For hook and loop tape, many applications use adhesive backing. Adhesives are used to apply fasteners to plastics, metals and a variety of other substrates. Now, sometimes these adhesives are applied expecting them to be there forever. In these cases, it is sometimes necessary to remove or replace them. So how do you do it?
There are different approaches to take depending on the substrate. Metal and glass allow for more aggressive options, but things like painted surfaces, plastics, and drywall may require gentler tactics. These are also important factors to consider when selecting an adhesive hook and loop tape in the first place. A rubber based adhesive has a lower operating temperature range which means heat can be your friend for loosening the adhesive's bond strength. A blow dryer may be enough to loosen up the adhesive so that damage is mitigated. An acrylic adhesive is going to be harder to remove since it can withstand temperatures up to 240 F. After all, the things that make an adhesive bond well also make it difficult to remove.
So with drywall, the paint will most likely be peeled off or some of the drywall itself can come off. Start with some heat and see if that helps loosen things up so that a scraper doesn't need as much force behind it. With that in mind, it might be useful to just scrape the adhesive off and repaint the surface. This is especially true if heat does not help loosen up the adhesive.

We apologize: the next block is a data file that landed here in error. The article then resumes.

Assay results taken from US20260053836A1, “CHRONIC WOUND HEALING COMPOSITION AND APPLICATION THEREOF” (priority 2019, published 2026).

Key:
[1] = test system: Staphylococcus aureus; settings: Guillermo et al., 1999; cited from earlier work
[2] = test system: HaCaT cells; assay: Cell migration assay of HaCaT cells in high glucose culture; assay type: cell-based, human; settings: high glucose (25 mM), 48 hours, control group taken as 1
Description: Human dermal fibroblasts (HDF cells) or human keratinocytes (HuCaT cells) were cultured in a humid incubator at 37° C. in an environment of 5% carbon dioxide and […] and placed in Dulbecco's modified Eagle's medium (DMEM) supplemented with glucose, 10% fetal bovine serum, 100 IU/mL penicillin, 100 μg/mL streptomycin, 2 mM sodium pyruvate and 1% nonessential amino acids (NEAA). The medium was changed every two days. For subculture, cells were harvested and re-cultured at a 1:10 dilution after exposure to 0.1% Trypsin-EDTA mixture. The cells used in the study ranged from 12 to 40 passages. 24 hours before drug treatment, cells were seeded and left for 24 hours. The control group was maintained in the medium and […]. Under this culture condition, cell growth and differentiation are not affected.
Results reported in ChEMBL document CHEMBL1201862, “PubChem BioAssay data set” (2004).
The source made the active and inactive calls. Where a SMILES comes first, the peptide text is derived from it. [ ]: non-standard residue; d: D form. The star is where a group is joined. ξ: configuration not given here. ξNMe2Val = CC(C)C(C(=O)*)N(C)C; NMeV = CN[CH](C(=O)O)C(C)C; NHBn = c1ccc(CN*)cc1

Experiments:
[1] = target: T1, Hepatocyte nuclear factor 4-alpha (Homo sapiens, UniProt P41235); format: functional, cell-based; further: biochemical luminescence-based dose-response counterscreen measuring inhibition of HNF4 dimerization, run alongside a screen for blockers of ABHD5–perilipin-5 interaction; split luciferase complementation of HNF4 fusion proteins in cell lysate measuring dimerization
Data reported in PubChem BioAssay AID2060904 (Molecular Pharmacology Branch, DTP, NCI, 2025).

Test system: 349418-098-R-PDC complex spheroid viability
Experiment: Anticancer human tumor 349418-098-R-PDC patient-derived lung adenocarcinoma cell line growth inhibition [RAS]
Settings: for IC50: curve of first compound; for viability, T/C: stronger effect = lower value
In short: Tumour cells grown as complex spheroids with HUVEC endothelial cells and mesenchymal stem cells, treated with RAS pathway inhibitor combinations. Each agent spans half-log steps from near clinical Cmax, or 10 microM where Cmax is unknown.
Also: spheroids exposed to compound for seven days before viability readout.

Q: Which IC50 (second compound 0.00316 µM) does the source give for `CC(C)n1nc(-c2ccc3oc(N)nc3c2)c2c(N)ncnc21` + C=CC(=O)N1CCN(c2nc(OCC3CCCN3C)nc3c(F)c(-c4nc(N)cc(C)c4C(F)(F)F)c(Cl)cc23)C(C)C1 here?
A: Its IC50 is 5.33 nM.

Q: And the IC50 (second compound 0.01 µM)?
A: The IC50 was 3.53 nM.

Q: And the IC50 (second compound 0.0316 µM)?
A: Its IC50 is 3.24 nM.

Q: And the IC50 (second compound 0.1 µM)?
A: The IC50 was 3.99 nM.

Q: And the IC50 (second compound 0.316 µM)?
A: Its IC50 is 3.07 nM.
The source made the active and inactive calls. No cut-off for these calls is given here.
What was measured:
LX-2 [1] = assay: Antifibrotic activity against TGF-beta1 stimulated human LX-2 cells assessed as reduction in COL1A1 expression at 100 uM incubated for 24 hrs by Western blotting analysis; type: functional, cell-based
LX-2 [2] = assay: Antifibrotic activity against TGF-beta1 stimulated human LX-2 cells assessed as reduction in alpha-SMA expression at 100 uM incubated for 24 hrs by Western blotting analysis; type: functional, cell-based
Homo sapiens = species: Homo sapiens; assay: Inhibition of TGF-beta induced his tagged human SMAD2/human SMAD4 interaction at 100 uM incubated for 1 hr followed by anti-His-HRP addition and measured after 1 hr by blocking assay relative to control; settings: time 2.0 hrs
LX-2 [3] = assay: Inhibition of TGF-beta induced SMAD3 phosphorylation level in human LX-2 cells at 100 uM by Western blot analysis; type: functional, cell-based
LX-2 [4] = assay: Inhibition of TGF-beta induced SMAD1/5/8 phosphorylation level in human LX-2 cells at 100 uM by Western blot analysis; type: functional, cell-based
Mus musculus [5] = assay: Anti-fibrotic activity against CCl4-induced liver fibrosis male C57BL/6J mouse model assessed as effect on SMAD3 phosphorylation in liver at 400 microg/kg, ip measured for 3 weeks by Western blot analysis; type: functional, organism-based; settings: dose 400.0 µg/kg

For other substrates like glass and metal, you can use a scraper without worrying about damaging it too much. You can also use solvents, alcohol, oil, or acetone to break down adhesive residue that often lingers. Always check the instructions for any chemical you use to make sure it is suitable for the substrate.
On plastic surfaces, you need to be especially careful to use the proper chemicals so as not to cause additional damage. Sometimes, a little elbow grease is the way to go. When using a chemical or oil, it is important to first determine if it is suitable for use on the material, and then test it on a small, inconspicuous area to make sure it won't stain or damage anything. It is best to use chemicals in a well-ventilated area.
In short, use heat when possible when removing a self adhesive velcro tape , then scrape away what you can. After that, use some sort of solvent or alcohol to help break down the remaining adhesive.
Post time: May-18-2023